Taking the High Road: Support for the MORE Act

Ava Burchell ’25

Ava Burchell ’25

People are smoking more marijuana than ever before. As the usage and social acceptance of this substance continues to increase, more Americans are in favor of its decriminalization and legalization for medical use. In spite of these favorable national trends, marijuana is still federally considered a Schedule 1 drug, a substance with no accepted medical use and a high potential for abuse. This federal ruling contradicts various literature and scientific findings. Studies show that marijuana is not a gateway drug and its usage does not contribute to subsequent addiction later on in life— at least not any more than stress and “life-course variables.” Legislation must change to reflect changing American values and scientific findings. In doing so, the MORE Act will promote racial equity, economic prosperity, and well-being as it would ensure the protection of minorities, is fiscally beneficial, and protects consumers.

Other than decriminalizing cannabis, the Marijuana Opportunities Reinvestment and Expungement (MORE) Act of 2020 removes the penalty for possessing, distributing, or manufacturing marijuana. This is of importance as current marijuana laws unfairly target minorities. Black people are four times more likely to be arrested for possession of marijuana than white people, despite both populations using it at roughly the same rate. Additionally, possession is also one of the leading causes of deportations in the United States. People are ripped from their families and kicked out of their homes just because they have cannabis for personal use. Additionally, this legislation calls for a process that expunges prior convictions and allows for conduct-sentencing review hearings and thus, provides renewed protection for minorities who have been harmed by the War on Drugs.

From an economic perspective, marijuana possession laws are unnecessary strains on the budget of the government. 500,000 people in 2018 were arrested for possession of personal amounts of marijuana in the United States. The passage of the MORE act would add $13.7 billion to the federal government’s budget, in addition to the money saved from strictly enforcing cannabis possession, which is  $3.6 billion  each year. Additionally, federal taxation on cannabis sales, the tax of cannabis imports, and the occupational tax on production and warehouse facilities are all ways the government can acquire revenue, which, according to the act, will go to community improvement efforts.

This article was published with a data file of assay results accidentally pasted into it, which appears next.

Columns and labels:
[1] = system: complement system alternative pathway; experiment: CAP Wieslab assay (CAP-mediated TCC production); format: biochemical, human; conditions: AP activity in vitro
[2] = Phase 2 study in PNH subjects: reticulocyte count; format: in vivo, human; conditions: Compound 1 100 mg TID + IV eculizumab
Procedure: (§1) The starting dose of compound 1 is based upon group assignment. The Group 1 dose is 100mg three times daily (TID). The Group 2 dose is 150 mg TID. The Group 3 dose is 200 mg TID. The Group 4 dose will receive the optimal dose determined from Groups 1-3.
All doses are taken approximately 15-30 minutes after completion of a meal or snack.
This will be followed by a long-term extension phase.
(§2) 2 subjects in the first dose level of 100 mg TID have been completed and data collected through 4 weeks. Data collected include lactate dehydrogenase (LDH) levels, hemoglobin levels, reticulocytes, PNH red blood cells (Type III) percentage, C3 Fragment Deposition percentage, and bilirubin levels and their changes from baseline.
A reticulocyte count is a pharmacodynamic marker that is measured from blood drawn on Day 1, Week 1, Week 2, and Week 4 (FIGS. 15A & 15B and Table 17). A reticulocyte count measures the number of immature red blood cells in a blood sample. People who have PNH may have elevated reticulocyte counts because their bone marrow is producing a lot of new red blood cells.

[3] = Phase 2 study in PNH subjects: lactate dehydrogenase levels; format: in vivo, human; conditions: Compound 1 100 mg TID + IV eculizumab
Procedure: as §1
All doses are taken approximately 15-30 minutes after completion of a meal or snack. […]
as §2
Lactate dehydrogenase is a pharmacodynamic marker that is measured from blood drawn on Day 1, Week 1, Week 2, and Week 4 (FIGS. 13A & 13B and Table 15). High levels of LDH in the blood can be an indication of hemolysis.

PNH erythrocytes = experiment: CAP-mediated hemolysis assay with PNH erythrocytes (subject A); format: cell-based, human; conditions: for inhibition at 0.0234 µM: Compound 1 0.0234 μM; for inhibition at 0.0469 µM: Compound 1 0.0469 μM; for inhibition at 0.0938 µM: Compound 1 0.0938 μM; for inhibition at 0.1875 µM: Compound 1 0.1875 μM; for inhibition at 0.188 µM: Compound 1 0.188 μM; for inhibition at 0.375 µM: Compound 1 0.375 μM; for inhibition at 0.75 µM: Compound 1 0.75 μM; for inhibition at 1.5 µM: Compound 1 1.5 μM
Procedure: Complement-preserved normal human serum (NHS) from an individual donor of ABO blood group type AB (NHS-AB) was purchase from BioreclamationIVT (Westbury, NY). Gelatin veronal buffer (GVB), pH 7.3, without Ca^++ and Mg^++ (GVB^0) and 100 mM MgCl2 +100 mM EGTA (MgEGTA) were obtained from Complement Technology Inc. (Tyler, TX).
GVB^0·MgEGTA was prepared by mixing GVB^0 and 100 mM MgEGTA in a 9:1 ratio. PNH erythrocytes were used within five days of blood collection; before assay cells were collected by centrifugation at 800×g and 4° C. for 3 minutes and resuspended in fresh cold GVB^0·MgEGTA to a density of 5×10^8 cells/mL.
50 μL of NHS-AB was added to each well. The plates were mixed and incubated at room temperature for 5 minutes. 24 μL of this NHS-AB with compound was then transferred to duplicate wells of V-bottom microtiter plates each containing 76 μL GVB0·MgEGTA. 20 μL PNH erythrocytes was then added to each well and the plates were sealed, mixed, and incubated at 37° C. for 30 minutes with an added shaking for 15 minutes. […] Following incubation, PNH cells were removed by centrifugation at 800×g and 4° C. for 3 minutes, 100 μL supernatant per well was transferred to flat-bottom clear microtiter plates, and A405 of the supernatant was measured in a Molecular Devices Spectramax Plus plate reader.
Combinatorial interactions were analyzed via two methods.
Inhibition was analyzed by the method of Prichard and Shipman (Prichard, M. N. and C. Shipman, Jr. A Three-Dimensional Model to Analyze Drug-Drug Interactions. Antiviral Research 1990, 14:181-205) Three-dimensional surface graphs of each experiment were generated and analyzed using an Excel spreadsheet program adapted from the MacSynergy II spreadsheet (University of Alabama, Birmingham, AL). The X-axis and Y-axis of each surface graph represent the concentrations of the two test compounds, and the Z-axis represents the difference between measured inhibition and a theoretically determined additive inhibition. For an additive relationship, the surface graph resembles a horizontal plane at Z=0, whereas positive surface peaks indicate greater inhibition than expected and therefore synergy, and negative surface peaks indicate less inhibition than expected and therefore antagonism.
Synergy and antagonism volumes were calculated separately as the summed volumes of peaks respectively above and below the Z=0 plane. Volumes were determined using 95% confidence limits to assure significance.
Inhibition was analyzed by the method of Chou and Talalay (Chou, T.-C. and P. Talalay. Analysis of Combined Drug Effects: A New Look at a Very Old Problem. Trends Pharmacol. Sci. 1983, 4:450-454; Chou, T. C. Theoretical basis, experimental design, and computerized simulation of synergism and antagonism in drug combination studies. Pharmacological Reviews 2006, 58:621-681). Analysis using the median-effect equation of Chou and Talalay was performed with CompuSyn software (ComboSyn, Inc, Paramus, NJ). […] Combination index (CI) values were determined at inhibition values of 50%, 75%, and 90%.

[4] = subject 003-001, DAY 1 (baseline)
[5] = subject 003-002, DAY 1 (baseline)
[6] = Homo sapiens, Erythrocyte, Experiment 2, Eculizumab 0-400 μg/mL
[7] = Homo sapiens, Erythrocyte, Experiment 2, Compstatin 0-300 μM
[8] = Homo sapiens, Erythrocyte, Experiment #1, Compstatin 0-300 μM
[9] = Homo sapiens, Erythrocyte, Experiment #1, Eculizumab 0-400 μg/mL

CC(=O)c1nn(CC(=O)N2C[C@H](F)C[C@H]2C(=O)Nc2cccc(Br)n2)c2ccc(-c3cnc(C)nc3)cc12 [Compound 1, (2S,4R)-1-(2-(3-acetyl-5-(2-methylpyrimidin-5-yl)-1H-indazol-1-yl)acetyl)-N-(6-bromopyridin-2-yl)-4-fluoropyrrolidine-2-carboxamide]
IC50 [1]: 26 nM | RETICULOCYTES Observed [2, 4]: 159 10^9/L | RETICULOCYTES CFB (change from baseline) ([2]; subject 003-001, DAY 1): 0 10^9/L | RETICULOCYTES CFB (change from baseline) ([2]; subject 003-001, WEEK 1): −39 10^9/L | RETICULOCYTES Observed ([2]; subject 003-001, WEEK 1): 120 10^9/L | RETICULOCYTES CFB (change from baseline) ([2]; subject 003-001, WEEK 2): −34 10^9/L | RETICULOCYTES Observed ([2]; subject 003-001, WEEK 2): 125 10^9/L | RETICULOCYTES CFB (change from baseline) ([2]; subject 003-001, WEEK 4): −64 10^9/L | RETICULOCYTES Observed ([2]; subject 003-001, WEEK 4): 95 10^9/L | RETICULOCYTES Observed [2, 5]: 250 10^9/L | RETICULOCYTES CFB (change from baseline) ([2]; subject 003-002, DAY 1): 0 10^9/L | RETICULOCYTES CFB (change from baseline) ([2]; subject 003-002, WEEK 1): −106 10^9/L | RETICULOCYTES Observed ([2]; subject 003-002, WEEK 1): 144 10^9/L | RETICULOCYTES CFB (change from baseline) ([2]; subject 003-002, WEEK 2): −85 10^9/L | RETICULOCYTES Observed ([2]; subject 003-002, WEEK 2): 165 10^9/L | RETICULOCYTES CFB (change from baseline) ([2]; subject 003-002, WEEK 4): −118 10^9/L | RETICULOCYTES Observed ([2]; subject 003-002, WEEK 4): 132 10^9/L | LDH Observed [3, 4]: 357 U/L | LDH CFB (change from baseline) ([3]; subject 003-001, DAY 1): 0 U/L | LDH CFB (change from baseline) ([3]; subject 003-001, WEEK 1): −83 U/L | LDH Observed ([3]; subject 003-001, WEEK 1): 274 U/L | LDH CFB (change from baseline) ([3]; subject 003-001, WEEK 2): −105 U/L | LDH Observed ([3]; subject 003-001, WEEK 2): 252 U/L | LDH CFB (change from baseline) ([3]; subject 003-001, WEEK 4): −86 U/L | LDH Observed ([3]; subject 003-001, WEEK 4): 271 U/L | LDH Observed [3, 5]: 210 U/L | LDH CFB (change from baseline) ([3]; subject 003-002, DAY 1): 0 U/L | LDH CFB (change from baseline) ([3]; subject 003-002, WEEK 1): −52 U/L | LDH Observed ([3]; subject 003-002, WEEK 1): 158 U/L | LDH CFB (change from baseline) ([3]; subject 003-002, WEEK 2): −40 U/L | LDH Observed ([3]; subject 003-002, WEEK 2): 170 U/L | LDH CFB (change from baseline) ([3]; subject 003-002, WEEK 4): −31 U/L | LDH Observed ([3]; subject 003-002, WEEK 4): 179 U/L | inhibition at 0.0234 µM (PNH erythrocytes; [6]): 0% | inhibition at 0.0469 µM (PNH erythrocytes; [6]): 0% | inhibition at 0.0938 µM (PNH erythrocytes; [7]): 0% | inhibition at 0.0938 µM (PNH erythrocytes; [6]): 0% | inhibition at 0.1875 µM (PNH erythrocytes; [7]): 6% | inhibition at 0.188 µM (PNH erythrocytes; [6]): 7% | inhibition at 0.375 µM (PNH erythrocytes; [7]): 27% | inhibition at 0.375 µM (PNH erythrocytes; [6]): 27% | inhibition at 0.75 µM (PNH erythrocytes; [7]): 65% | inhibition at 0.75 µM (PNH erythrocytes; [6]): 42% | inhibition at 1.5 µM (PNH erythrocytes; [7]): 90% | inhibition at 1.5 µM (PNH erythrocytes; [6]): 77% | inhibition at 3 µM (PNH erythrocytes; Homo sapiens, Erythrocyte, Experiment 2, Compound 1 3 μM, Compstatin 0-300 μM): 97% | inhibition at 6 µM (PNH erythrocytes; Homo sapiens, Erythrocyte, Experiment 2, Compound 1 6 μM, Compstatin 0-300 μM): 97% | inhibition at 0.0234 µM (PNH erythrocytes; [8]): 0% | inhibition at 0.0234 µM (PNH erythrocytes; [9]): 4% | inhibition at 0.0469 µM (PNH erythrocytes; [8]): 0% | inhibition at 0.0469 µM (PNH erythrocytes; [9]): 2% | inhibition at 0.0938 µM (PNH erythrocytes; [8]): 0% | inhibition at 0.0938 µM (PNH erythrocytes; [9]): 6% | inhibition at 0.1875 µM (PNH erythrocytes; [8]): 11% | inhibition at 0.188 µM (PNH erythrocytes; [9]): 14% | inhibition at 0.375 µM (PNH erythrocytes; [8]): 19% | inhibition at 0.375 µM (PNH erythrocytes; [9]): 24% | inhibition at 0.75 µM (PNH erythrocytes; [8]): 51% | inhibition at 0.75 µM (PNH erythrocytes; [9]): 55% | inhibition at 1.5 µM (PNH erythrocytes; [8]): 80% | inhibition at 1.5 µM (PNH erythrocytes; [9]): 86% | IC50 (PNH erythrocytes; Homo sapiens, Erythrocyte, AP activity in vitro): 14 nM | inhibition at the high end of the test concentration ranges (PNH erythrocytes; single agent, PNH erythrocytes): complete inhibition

The marijuana industry is dominated by black-market sellers. Since there are no regulations on their underground production operations, cannabis products have been found to contain pesticides, microbes, heavy metals, and additives. Also, the labeling may dangerously overrepresent or underrepresent CBD and THC levels, as there are no regulations about these claims. Consuming an unsafe, high amount of THC could cause uncomfortable side effects like psychoactive issues or paranoia.  Marijuana consumption without legalization is more dangerous for everyone as it surpasses regulations and health evaluations. Through its legalization, marijuana would have to meet strict quality and potency standards, and thus, citizens can be sure that the product they are consuming is safe. Since access to legal marijuana will be quite simple and far safer, it can be hypothesized that less people will turn to harmful black market products. 

Critics argue there is no test for marijuana intoxication, which could potentially cause problems with workers compensation as there is no way to know if marijuana usage caused an injury. However, there are saliva tests that have a 24-hour testing window, and an employer can have them on hand to test after an accident, serving the same purpose as a breathalyzer. Because of current laws, failing or refusing to take a drug test after an accident leads one to assume that a major contributing cause of the accident was the use of non-prescribed drugs. Overall, this framework for the decriminalization of marijuana has the potential to create positive change. 

The Marijuana Opportunity and Reinvestment Act passed the House of Representatives on December 4, 2020 and is awaiting approval from the Senate. The MORE Act decriminalizes the possession, manufacture, and distribution of marijuana while making reparations with communities who have been impacted by unfair marijuana laws and policing in the past. To end on a high note, the government needs to acknowledge the growing popularity of marijuana and take strides to protect its consumers and former persecuted individuals.